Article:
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GirlNextDoor

Rose Hip Syrup:

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Jam packed with vatamin C and antioxidants, rose hip syrup was made after WW2 as a cold medicine for children. Diluted at 1:5 rose hip syrup:water and sweetened it is a healthy drink for all ages. I used to drink sweetened rose water at a local Mediterranean buffet.

 

http://www.guardian.co.uk/lifeandstyle/200...recipes.dessert

 

By Hugh Fearnley-Whittingstall

 

 

 

Rosehip syrup is dripping with vitamin C and has long had a reputation for keeping colds at bay all winter. Far from being austere, though, it has a surprisingly tropical tang, with notes of lychee and mango. Diluted with about five parts cold water, it makes a delicious cordial drink, which kids will love, and a fantastic autumn cocktail for grown-ups. It's also an indulgent alternative to maple syrup on ice cream, waffles and pancakes.

 

1kg rosehips, washed and chopped

1kg caster sugar

You will also need a jelly bag (or a clean cotton cloth and a big sieve)

 

Put two litres of water in a large pan and bring to the boil. Throw in the chopped rosehips, bring back to the boil, then remove from the heat, cover and leave to infuse for half an hour, stirring from time to time.

 

Strain the mixture through a jelly bag. (Alternatively, line a colander with a couple of layers of muslin and place over a large bowl. Tip in the rosehip mixture, and leave suspended over the bowl.)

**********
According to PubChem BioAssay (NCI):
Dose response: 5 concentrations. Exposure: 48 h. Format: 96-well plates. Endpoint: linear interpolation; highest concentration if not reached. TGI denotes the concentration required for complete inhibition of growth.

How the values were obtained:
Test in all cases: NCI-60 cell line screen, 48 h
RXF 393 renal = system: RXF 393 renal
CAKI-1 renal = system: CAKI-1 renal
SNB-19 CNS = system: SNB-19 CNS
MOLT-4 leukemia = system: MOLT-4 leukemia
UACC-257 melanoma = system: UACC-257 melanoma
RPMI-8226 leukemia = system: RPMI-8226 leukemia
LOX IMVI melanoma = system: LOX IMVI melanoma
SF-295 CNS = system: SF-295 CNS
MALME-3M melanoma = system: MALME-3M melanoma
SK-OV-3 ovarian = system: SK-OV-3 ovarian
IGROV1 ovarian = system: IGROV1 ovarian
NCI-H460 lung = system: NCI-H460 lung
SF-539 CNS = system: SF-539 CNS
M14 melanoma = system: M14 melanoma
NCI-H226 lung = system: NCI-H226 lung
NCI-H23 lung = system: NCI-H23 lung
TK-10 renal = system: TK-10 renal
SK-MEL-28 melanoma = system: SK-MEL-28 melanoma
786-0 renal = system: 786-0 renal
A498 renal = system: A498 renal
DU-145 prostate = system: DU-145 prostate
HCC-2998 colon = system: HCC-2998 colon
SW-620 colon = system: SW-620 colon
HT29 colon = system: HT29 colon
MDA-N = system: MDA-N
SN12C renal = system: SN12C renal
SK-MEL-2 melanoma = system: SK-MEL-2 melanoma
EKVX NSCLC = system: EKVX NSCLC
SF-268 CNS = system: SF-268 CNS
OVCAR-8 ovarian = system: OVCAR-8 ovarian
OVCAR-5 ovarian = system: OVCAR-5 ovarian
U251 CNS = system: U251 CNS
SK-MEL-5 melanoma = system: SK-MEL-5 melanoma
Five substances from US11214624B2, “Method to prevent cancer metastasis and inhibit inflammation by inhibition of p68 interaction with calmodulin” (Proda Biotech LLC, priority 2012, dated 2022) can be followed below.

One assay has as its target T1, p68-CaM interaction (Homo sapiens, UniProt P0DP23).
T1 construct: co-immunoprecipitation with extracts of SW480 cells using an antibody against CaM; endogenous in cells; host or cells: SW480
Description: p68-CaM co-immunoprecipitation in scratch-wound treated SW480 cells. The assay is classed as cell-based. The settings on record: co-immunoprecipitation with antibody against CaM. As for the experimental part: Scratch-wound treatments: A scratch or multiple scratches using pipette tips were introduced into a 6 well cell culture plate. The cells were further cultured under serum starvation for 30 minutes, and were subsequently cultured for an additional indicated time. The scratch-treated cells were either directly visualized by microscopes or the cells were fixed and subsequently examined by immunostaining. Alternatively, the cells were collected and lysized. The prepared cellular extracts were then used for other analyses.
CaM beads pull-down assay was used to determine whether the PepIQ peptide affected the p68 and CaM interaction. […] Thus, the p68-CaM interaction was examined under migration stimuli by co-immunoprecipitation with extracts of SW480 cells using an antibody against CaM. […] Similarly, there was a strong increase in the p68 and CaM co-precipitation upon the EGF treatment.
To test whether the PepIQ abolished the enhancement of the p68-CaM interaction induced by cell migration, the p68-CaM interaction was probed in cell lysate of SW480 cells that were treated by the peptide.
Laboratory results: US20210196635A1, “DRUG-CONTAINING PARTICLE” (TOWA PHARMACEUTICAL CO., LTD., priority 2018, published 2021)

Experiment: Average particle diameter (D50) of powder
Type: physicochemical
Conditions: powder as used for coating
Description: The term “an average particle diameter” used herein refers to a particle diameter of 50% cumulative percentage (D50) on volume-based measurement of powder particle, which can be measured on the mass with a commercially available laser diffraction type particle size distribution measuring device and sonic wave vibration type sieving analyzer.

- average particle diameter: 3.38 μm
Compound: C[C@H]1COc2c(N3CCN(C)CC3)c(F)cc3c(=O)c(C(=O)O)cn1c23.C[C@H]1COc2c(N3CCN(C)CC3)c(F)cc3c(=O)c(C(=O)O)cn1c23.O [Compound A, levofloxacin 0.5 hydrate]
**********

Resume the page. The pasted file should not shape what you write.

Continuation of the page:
Set the strained juice aside and transfer the rosehip pulp back to the saucepan, along with another litre of boiling water. Bring to the boil, remove from the heat, infuse for another half an hour and strain as before. Discard the pulp and combine the two lots of strained juice in a clean pan. Bring to the boil, and boil until the volume has decreased by half. Remove from the heat.

 

Add the sugar and stir until dissolved. Return to the stove, bring to the boil and boil hard for five minutes. Pour into warmed, sterilised jars or bottles and seal.

 

· If you want to learn more about preserving, try the River Cottage Preserved event, which will equip you with the skills to make all manner of jams, jellies and chutneys. To learn more about wild ingredients, try one of the seasonal River Cottage Walk on the Wild Side: Herbal Hedgerows days, where guests forage for herbs, flowers and berries, before learning about their culinary, medicinal and cosmetic applications. See rivercottage.net for details.

Edited by GirlNextDoor

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thanks for sharing will have to look into it

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